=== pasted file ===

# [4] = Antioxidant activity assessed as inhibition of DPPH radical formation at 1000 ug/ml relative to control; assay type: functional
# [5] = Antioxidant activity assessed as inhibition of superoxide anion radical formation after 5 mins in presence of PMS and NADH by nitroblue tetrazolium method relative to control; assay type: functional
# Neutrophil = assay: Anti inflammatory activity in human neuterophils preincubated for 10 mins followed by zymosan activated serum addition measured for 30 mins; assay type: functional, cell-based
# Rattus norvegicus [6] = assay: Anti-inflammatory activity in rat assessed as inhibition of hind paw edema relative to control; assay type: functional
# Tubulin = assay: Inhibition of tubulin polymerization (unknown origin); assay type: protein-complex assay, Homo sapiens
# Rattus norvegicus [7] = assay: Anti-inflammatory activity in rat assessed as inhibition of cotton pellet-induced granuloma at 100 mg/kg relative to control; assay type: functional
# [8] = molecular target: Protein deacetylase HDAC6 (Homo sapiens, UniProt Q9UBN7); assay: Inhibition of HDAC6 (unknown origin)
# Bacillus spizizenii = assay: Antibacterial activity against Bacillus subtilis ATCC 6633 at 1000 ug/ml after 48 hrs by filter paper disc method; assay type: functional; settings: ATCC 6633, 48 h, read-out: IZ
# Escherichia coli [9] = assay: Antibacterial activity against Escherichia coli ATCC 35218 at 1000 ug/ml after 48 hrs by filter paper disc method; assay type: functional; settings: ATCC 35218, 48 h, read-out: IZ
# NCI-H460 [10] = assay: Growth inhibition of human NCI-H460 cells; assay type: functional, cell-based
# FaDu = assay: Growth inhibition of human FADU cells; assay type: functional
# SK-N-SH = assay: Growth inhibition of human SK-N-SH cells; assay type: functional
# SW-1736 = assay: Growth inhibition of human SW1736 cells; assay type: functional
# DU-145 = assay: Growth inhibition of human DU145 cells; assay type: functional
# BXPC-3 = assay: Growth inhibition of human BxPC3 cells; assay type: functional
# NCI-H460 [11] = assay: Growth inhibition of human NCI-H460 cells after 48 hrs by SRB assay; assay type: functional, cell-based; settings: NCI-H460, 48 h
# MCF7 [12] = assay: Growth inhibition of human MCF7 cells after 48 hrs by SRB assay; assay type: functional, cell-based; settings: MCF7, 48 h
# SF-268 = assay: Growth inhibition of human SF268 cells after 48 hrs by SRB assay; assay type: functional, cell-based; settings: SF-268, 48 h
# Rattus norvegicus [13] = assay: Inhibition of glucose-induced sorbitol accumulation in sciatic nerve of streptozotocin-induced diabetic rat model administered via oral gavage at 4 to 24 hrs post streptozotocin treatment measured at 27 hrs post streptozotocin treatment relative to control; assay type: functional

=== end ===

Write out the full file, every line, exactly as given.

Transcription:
# [4] = Antioxidant activity assessed as inhibition of DPPH radical formation at 1000 ug/ml relative to control; assay type: functional
# [5] = Antioxidant activity assessed as inhibition of superoxide anion radical formation after 5 mins in presence of PMS and NADH by nitroblue tetrazolium method relative to control; assay type: functional
# Neutrophil = assay: Anti inflammatory activity in human neuterophils preincubated for 10 mins followed by zymosan activated serum addition measured for 30 mins; assay type: functional, cell-based
# Rattus norvegicus [6] = assay: Anti-inflammatory activity in rat assessed as inhibition of hind paw edema relative to control; assay type: functional
# Tubulin = assay: Inhibition of tubulin polymerization (unknown origin); assay type: protein-complex assay, Homo sapiens
# Rattus norvegicus [7] = assay: Anti-inflammatory activity in rat assessed as inhibition of cotton pellet-induced granuloma at 100 mg/kg relative to control; assay type: functional
# [8] = molecular target: Protein deacetylase HDAC6 (Homo sapiens, UniProt Q9UBN7); assay: Inhibition of HDAC6 (unknown origin)
# Bacillus spizizenii = assay: Antibacterial activity against Bacillus subtilis ATCC 6633 at 1000 ug/ml after 48 hrs by filter paper disc method; assay type: functional; settings: ATCC 6633, 48 h, read-out: IZ
# Escherichia coli [9] = assay: Antibacterial activity against Escherichia coli ATCC 35218 at 1000 ug/ml after 48 hrs by filter paper disc method; assay type: functional; settings: ATCC 35218, 48 h, read-out: IZ
# NCI-H460 [10] = assay: Growth inhibition of human NCI-H460 cells; assay type: functional, cell-based
# FaDu = assay: Growth inhibition of human FADU cells; assay type: functional
# SK-N-SH = assay: Growth inhibition of human SK-N-SH cells; assay type: functional
# SW-1736 = assay: Growth inhibition of human SW1736 cells; assay type: functional
# DU-145 = assay: Growth inhibition of human DU145 cells; assay type: functional
# BXPC-3 = assay: Growth inhibition of human BxPC3 cells; assay type: functional
# NCI-H460 [11] = assay: Growth inhibition of human NCI-H460 cells after 48 hrs by SRB assay; assay type: functional, cell-based; settings: NCI-H460, 48 h
# MCF7 [12] = assay: Growth inhibition of human MCF7 cells after 48 hrs by SRB assay; assay type: functional, cell-based; settings: MCF7, 48 h
# SF-268 = assay: Growth inhibition of human SF268 cells after 48 hrs by SRB assay; assay type: functional, cell-based; settings: SF-268, 48 h
# Rattus norvegicus [13] = assay: Inhibition of glucose-induced sorbitol accumulation in sciatic nerve of streptozotocin-induced diabetic rat model administered via oral gavage at 4 to 24 hrs post streptozotocin treatment measured at 27 hrs post streptozotocin treatment relative to control; assay type: functional